Consultation with Aboriginal people about their housing needs is central to the Australian Labor Party's policy and the Opposition rejects both the abolition of the panel and the Government's ignorance of the wishes of the Aboriginal people. But the matter goes much further than housing. The Minister has also seen fit to ignore the publicly acknowledged fact that the most important possession of Aboriginal people in Australia is their land. It is their very life, their very existence. They say: 'If you take my land from me you kill me'. Spending by the Aboriginal Land Fund Commission has been hampered under this Government, not only by the lack of funds but also because the Minister finds it extremely easy to delay approval of purchases. Thus, every year the allocation of funds is eroded and pared down while the amount unspent and carried over from the previous year gets bigger. If the Minister delays for a few months some other buyer often snaps up the very property that the Aboriginals are claiming as their traditional land. That relieves the Minister of the necessity to find funds and so he can cut the allocation of funds for the next year. One more property has gone down the drain. One more opportunity has been lost to buy the property at a reasonable price.

For 1978-79 the appropriation is 27 per cent less than the previous year's appropriation. This cuts the allocation by one quarter for no good or sufficient reason. This year the Commission has available to it, in total, $500,000 less than last year. This Government has done nothing but hinder the Commission's acquisition program. Not only have funds been cut back but also in 1976-77 no additional funds were available to the Commission and funds carried over from the previous year were frozen by Ministerial directive. So, while the Minister talks about selfmanagement and the Prime Minister talks about turning points and rights, their ruthless actions make a mockery of their rhetoric.

Spending on Aboriginal education has also suffered under this Government. Spending on Aboriginal education as a proportion of the total education budget has dropped from 2.2 per cent under the Australian Labor Party Government to 1.8 per cent under the Fraser Government. This is the answer of the Government to the fact that only one per cent of Aboriginal students reach matriculation. Bilingual teaching is poorly provided and bi-cultural education exists hardly at all except where a dedicated teacher makes a special voluntary effort. Aboriginal health has also been hit by this Government despite promises by the Prime Minister and by the Minister for Aboriginal Affairs. During the 1977 election campaign both promised funding for Aboriginal health programs costing $7m in 1978-79. The Minister on Budget night, now comfortably back in office, stated that the new program would be started this year at an estimated cost of $2.5m, which is about one third of the promised amount.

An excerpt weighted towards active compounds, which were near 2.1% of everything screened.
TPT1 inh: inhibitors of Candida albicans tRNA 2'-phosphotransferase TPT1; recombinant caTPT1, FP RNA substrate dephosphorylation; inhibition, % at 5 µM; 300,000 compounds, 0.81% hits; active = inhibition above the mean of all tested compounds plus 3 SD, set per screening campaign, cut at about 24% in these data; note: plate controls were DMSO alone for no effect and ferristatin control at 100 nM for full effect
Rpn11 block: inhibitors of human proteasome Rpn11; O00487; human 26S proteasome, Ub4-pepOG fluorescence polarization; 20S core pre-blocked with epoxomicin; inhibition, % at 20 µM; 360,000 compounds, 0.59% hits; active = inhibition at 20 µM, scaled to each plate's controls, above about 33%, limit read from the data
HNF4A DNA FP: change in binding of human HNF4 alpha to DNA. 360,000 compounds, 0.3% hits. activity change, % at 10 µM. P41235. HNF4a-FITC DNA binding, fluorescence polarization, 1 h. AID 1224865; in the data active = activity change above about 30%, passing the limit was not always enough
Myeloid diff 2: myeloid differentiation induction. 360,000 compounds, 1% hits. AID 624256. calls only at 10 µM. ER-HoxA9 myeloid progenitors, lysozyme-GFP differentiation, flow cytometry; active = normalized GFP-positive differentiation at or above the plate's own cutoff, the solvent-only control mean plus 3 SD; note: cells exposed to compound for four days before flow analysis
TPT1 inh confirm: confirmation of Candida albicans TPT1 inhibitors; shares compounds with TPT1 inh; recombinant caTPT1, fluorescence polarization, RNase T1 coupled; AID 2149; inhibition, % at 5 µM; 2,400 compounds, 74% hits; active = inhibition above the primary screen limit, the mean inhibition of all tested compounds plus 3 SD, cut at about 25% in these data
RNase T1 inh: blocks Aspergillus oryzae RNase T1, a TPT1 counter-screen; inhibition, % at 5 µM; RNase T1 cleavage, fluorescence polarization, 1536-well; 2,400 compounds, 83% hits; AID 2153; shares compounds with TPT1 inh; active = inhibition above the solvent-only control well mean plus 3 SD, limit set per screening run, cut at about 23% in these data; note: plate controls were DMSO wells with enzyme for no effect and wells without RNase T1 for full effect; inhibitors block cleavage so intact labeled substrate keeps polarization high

This Government cannot afford to break election promises in such a sensitive area, especially in light of the fact that Aboriginal infant mortality in Australia is as high as 98 per thousand in some areas. It is one of the highest rates in the world and five times greater than that of the white population. About 60 per cent of Aboriginal people in Central Australia over 60 years of age are blind and 30 per cent of Aboriginal children under 1 1 years of age have trachoma. Because of the lack of preventive medical services and health services, on average, urban Aboriginal children cost the Government hundreds of dollars a year per child in remedial medical costs. In non-urban areas, 36.9 per cent, more than one-third, of the communities have no doctor and 32.9 per cent, nearly one-third, of the nonurban communities have no access to hospitals. About one in five of these communities- that is, 1 9 per cent- have no nursing staff and so on.

But the Government was not content with simply breaking an election promise. Although the Minister claimed that his Department's spending on Aboriginal health programs increased by 7. 1 per cent- that is about $2m- he failed to mention that the total Government spending figure in fact reflects a reduction of $1.3m. This is the familiar story of figure juggling to hoodwink people that we have seen in all aspects of this Budget. The total Government spending figure represents a decrease of 2.5 per cent when compared with last year's allocation and that was underspent by $ 1.4m. This level of spending is still well below the 1975-76 level. The Government's new training category is welcome, especially in the light of the disastrously high Aboriginal unemployment level which is now well over 50 per cent of the work force. The pity is that it took such a critical situation to get the Government to act at all. It is also disappointing that funds were cut in many other areas to enable the establishment of this category. Already the northern New South Wales region of the Department of Aboriginal Affairs has rejected funding completely this financial year in protest at the Budget. I should like to refer to its telegram in which it stated the grounds for this rejection. The region rejected the funding on the grounds that the funds are inadequate to allow continuation of current programs. This is a denial of aboriginal advancement and self-determination.

The conditions of Aboriginals living in urban and country areas have deteriorated rapidly. The Minister made some loud noises on his trip around New South Wales communities in June this year, but that was all. If the Prime Minister believes the core of his Government's policy regarding Aboriginal advancement is summed up in the term 'self-management' then let him tell that to the Aborigines of Woorabinda who ask for Federal Government takeover when delegates go to Aboriginal conferences and other organisations but are too frightened even to allow their elected representative, a Labor senator, to go there in fear of political repercussions. Let the Prime Minister tell that to the Aborigines at Aurukun and Mornington Island.